Originally Posted by mirramax
thanks for replying to my question. i think it has been there for the longest time without anyone else replying.
i understand where you're coming from about the rigor of the QF program at SMU. i have done my own research as well. engaging current students and sussing out details of their employment post SMU and it does not seem that dire. a few of them managed to secure MFE places at Columbia and CMU (out of a small group of about 20) but they did mention that they did some learning outside of the syllabus.
EDIT: with respect to the QF portion, i do intend to do my exchange at Carnegie Mellon and take hard science modules there to strengthen my application to a MFE program later on.
personally, i'm curious as to why you said people who chose SMU made the worst decision of their lives? from a local perspective, quite a few top students from the A levels choose SMU. (they have low cutoffs but the stats don't reveal the proportion of straight A students who choose it) and their star graduates do earn more than the star grads of NUS & NTU(up to 2007 at least)
i have chosen to go to SMU as i have been offer their top tier scholarship. even without that, from a business perspective i believe SMU to be superior to NTU and NUS's program because of the training and opportunities. Ideally, i would do my bachelor's at an Ivy but my family can't afford that and being bonded just defeats the purpose of getting that brand name degree.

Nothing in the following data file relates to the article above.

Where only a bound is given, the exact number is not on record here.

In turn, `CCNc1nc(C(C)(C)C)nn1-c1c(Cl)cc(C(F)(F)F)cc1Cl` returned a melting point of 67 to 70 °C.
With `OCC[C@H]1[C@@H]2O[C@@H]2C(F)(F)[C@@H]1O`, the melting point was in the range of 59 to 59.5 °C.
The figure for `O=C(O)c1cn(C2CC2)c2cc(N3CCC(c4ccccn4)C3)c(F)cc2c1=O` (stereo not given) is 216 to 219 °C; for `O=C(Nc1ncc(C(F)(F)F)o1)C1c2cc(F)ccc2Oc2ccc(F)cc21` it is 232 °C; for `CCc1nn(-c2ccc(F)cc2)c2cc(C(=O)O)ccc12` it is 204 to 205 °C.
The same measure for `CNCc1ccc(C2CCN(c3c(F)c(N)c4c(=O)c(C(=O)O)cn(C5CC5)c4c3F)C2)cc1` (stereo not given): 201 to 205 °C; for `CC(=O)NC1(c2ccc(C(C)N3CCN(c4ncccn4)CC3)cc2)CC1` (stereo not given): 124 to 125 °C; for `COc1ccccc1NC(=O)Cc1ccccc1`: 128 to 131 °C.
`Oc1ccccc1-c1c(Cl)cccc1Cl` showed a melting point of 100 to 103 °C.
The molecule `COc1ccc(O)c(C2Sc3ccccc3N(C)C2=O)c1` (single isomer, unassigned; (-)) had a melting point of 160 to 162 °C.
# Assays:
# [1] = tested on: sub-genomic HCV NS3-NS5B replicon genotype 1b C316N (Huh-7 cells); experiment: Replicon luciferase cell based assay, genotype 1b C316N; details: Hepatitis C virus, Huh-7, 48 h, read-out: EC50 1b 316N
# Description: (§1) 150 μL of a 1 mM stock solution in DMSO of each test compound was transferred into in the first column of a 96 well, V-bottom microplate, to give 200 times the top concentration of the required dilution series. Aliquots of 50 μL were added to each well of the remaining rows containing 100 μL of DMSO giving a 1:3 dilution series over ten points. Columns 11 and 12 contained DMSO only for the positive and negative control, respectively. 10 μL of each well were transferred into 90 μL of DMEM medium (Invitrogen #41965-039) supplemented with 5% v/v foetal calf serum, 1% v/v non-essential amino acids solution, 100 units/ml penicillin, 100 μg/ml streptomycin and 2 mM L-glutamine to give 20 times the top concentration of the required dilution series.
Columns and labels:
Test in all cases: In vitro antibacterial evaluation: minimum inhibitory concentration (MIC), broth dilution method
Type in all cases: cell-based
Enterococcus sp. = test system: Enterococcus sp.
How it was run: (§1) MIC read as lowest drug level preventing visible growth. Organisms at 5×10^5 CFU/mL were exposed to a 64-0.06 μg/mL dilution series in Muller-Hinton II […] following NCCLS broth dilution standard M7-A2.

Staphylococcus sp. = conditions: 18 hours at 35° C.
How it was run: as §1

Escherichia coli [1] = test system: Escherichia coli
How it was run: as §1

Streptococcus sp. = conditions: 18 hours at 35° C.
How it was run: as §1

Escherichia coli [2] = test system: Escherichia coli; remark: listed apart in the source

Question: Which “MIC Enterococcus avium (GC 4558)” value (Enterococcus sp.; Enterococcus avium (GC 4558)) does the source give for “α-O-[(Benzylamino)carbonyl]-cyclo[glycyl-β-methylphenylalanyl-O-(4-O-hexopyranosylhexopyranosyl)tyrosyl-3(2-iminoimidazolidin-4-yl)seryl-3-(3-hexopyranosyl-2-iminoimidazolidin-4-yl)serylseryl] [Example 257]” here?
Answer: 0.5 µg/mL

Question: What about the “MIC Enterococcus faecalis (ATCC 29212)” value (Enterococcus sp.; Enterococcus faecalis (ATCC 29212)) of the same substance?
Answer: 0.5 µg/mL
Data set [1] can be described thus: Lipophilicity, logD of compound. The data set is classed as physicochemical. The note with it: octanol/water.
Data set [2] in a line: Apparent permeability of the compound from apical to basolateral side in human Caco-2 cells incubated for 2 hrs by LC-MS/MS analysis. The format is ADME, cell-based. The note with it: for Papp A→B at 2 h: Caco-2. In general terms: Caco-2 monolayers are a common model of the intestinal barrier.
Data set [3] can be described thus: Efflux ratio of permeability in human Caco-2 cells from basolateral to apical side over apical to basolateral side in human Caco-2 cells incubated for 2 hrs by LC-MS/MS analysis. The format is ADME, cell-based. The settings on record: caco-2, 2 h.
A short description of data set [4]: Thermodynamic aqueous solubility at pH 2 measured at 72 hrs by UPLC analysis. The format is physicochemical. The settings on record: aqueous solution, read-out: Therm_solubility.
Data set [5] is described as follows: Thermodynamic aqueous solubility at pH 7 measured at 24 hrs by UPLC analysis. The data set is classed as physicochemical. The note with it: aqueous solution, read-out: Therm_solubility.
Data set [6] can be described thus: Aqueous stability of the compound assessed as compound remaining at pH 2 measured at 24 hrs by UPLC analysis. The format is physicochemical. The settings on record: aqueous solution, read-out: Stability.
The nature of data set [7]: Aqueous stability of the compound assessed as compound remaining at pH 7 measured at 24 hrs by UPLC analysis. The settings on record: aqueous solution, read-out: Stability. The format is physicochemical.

Are you currently a first yr at SMU?
1. You really trust what SMU says? They are some of the best "statisticians" in the world, better than the U.S. government and even better than our own dear Labour government.
2. For many of those "star" A-levelers who entered SMU, their degree choice (and future) are effectively a leveraged bet on the financial industry. Now that the bubble has popped, the chickens are coming home to roost.
3. Seems like herd mentality to me. The four most expensive words in the English lanuage are This time it s different. Whenever people say it is a New Paradigm!!, be very careful.
To be honest, there is a lot of similarities between this bubble and the dot com. There are absolutely zero reasons why, after adjusting for education, gender and age, people in finance earn more than those in other industries. For the volume effect (i.e., the work can be copied many times over), the software industry have it. If moving expensive stuff (i.e., paper money) means people in finance will earn more, then why not become gold miners, oil producers and jewellery dealers? The only reason is that the area is new. When there is a new area, there will be a profitable margin, before competition start coming into to push the margin down.
Thinking about when Windows 95 and 98 came out, and how badly you needed it. The Black Scholes Merton formula, the CDO paper by David Li and the improvement in technology for clearing have fueled the finance boom.
There are actually loads of people out on the street with MBAs and no jobs. MBA itself is another big bubble.